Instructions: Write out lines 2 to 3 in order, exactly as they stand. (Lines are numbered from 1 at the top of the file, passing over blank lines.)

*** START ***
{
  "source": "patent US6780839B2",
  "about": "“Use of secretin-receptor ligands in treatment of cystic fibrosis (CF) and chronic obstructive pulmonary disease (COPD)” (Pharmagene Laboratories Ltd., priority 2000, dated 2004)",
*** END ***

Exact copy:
  "source": "patent US6780839B2",
  "about": "“Use of secretin-receptor ligands in treatment of cystic fibrosis (CF) and chronic obstructive pulmonary disease (COPD)” (Pharmagene Laboratories Ltd., priority 2000, dated 2004)",